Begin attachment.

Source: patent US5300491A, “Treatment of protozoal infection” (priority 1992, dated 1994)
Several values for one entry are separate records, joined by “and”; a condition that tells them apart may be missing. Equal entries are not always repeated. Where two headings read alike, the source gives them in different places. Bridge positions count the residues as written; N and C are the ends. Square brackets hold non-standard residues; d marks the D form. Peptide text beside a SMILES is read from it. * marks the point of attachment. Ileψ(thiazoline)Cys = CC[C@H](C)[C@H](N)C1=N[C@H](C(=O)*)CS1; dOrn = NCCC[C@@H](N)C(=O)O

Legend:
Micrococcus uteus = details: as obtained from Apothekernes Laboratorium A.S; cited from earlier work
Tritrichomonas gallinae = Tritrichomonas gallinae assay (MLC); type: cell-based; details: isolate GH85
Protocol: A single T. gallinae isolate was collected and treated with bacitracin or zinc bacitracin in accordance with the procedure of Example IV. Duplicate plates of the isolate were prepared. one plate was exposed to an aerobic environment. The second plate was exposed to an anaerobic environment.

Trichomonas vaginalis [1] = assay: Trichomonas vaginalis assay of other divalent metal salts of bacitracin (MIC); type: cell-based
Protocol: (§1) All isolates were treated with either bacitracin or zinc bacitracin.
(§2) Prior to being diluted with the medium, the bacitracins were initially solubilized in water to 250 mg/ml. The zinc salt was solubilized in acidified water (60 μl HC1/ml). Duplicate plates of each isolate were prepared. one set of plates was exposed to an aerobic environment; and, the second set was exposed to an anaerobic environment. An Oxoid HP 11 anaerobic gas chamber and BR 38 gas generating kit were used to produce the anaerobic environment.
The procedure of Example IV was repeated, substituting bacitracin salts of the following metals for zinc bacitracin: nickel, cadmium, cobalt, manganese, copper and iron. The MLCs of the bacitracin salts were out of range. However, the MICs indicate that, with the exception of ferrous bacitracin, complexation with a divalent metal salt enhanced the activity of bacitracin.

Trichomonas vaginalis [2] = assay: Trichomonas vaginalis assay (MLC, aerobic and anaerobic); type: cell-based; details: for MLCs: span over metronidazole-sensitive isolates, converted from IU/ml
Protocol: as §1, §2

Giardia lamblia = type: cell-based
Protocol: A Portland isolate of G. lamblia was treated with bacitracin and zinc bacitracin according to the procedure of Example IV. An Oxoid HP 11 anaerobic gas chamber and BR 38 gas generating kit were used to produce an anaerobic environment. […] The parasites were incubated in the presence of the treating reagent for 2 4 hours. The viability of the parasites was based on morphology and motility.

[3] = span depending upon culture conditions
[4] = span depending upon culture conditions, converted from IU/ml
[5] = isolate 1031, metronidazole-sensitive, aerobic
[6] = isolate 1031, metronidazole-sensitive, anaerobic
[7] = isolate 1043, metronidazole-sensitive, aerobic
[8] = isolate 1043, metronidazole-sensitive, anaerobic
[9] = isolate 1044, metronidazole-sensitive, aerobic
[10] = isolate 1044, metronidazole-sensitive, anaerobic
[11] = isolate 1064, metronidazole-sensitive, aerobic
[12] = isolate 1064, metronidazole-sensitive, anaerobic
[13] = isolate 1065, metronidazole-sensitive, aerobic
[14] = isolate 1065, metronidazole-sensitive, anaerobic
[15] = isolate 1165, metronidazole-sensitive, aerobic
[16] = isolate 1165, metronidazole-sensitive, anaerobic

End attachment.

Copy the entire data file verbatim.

Source: patent US5300491A, “Treatment of protozoal infection” (priority 1992, dated 1994)
Several values for one entry are separate records, joined by “and”; a condition that tells them apart may be missing. Equal entries are not always repeated. Where two headings read alike, the source gives them in different places. Bridge positions count the residues as written; N and C are the ends. Square brackets hold non-standard residues; d marks the D form. Peptide text beside a SMILES is read from it. * marks the point of attachment. Ileψ(thiazoline)Cys = CC[C@H](C)[C@H](N)C1=N[C@H](C(=O)*)CS1; dOrn = NCCC[C@@H](N)C(=O)O

Legend:
Micrococcus uteus = details: as obtained from Apothekernes Laboratorium A.S; cited from earlier work
Tritrichomonas gallinae = Tritrichomonas gallinae assay (MLC); type: cell-based; details: isolate GH85
Protocol: A single T. gallinae isolate was collected and treated with bacitracin or zinc bacitracin in accordance with the procedure of Example IV. Duplicate plates of the isolate were prepared. one plate was exposed to an aerobic environment. The second plate was exposed to an anaerobic environment.

Trichomonas vaginalis [1] = assay: Trichomonas vaginalis assay of other divalent metal salts of bacitracin (MIC); type: cell-based
Protocol: (§1) All isolates were treated with either bacitracin or zinc bacitracin.
(§2) Prior to being diluted with the medium, the bacitracins were initially solubilized in water to 250 mg/ml. The zinc salt was solubilized in acidified water (60 μl HC1/ml). Duplicate plates of each isolate were prepared. one set of plates was exposed to an aerobic environment; and, the second set was exposed to an anaerobic environment. An Oxoid HP 11 anaerobic gas chamber and BR 38 gas generating kit were used to produce the anaerobic environment.
The procedure of Example IV was repeated, substituting bacitracin salts of the following metals for zinc bacitracin: nickel, cadmium, cobalt, manganese, copper and iron. The MLCs of the bacitracin salts were out of range. However, the MICs indicate that, with the exception of ferrous bacitracin, complexation with a divalent metal salt enhanced the activity of bacitracin.

Trichomonas vaginalis [2] = assay: Trichomonas vaginalis assay (MLC, aerobic and anaerobic); type: cell-based; details: for MLCs: span over metronidazole-sensitive isolates, converted from IU/ml
Protocol: as §1, §2

Giardia lamblia = type: cell-based
Protocol: A Portland isolate of G. lamblia was treated with bacitracin and zinc bacitracin according to the procedure of Example IV. An Oxoid HP 11 anaerobic gas chamber and BR 38 gas generating kit were used to produce an anaerobic environment. […] The parasites were incubated in the presence of the treating reagent for 2 4 hours. The viability of the parasites was based on morphology and motility.

[3] = span depending upon culture conditions
[4] = span depending upon culture conditions, converted from IU/ml
[5] = isolate 1031, metronidazole-sensitive, aerobic
[6] = isolate 1031, metronidazole-sensitive, anaerobic
[7] = isolate 1043, metronidazole-sensitive, aerobic
[8] = isolate 1043, metronidazole-sensitive, anaerobic
[9] = isolate 1044, metronidazole-sensitive, aerobic
[10] = isolate 1044, metronidazole-sensitive, anaerobic
[11] = isolate 1064, metronidazole-sensitive, aerobic
[12] = isolate 1064, metronidazole-sensitive, anaerobic
[13] = isolate 1065, metronidazole-sensitive, aerobic
[14] = isolate 1065, metronidazole-sensitive, anaerobic
[15] = isolate 1165, metronidazole-sensitive, aerobic
[16] = isolate 1165, metronidazole-sensitive, anaerobic